Simon SmithOn Food Art | 0 Comments
CELEBRATED BRITISH CHEF, FOOD STYLIST AND MARGARINE SCULPTOR SIMON SMITH DISCUSSES FOOD ART WITH EDE ONLINE
Food art is a way of personalising a meal for an individual client and taking presentation to the next level. We are all familiar with the ‘garnished plate’ but a work of art as a centrepiece can add the “Wow” factor.
There are many forms of food art and most people are familiar with ice sculpture. Food can, however, be sculpted and moulded in many forms. Margarine, chocolate, cheese, jelly and whole landscapes made from vegetables and fish skins.
There are those who have started life as chefs who need a degree of artistic ability and then train in further mediums to become specialists in a particular field. There are those who start life as artists and then move to working with food.
The value of this is that a piece can be made for a specific event to display the passions of a client. I have , for example, been commissioned to make Ferraris, hunting falcons, an aeroplane for British Airways, Scooby Doo and Marg Simpson out of margarine. These pieces can lend a focal point to any buffet. The most bizarre that I have seen was a life size model of a horse made from chocolate as a birthday present for a chap who owned a racing stud. I have also seen a life size Formula one McLaren racing car made from ice for the launch of their new car for a season. Inevitably there is a price to pay for such pieces as the work involved is immense and often a large amount of research. As food items they never have an external armature and this has restraints in the design stage but the effect is usually stunning. The downside is that as we are dealing with food there is a shelf life element that must be considered. Often a piece has to be made for a specific event and weather can play a major role. For example, chocolate and ice works hate the heat, sugar works hate humidity but strangely margarine is more stable than most people expect.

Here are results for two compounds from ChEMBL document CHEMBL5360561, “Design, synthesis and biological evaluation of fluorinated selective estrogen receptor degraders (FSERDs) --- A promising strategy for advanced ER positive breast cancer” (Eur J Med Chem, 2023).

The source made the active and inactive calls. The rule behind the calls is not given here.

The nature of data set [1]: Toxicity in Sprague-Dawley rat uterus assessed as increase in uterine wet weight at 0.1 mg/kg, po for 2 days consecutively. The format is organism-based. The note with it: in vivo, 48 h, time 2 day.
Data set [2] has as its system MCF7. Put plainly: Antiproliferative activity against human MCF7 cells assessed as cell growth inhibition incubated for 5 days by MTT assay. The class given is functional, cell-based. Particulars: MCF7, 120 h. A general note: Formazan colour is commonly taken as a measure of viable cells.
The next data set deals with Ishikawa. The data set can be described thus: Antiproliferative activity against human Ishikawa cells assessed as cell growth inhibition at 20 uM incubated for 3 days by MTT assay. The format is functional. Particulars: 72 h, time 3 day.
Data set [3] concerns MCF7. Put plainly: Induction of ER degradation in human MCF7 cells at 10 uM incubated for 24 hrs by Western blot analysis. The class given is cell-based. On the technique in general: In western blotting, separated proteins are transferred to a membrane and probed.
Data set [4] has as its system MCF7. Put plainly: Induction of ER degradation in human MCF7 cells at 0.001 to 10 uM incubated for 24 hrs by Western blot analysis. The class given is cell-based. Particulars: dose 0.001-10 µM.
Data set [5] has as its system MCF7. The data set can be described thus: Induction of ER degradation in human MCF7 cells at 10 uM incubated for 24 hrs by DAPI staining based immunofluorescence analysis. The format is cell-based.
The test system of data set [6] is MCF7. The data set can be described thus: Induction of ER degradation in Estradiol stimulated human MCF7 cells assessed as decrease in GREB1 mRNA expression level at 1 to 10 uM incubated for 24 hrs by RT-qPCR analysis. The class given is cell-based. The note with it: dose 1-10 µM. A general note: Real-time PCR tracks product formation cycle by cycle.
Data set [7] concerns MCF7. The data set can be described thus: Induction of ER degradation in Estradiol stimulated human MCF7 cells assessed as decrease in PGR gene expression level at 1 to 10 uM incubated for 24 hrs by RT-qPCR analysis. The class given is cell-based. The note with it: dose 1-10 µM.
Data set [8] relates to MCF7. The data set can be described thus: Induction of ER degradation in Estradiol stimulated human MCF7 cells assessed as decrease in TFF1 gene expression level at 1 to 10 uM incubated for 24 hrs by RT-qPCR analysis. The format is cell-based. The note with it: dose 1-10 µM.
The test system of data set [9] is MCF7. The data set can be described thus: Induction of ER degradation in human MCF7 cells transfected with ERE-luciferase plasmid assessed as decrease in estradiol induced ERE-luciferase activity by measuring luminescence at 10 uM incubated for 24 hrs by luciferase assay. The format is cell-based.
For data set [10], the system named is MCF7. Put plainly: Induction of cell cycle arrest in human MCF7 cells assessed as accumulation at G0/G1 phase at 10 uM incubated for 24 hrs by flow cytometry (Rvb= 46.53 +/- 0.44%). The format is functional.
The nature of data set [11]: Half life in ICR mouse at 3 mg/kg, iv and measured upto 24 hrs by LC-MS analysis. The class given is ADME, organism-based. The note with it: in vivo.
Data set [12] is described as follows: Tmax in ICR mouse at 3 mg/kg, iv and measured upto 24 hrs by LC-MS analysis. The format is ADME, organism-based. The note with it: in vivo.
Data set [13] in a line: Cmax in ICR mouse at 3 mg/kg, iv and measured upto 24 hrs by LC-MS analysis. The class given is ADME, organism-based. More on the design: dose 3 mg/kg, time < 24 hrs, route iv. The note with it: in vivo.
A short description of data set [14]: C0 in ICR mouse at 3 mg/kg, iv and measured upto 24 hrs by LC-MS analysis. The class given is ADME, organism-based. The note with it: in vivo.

Most food artists tend to have their own favourite subjects. Mine tends to be animals as I love the movement and muscular tones that can be achieved with the use of shadows. The human form is a favourite subject of many customers, be it a bust of their loved one or a character from Star Wars. The only limitation is your imagination really. Any food artist will love to be challenged and have the boundaries of their skill stretched. I know I, and I suspect many others, have had some spectacular failures. The aeroplane that I did for BA had to be transported to the British Embassy in Vienna in a van. On the way there the van was in an accident and the model looked like a plane crash. Fortunately I was able to repair it at the other end as I always allow for such things. Transportation is one of the biggest problems as most pieces are unstable and need a certain temperature.
So why do we do it? The satisfaction can be immense when it comes together. Sometimes the fee charged can be worthwhile but rarely represents the amount of work that goes in to a one off piece that more often than not ends up in the bin. It has to be a hobby, a passion and a challenge. It amazes the people who see it first hand and can light up a special occasion.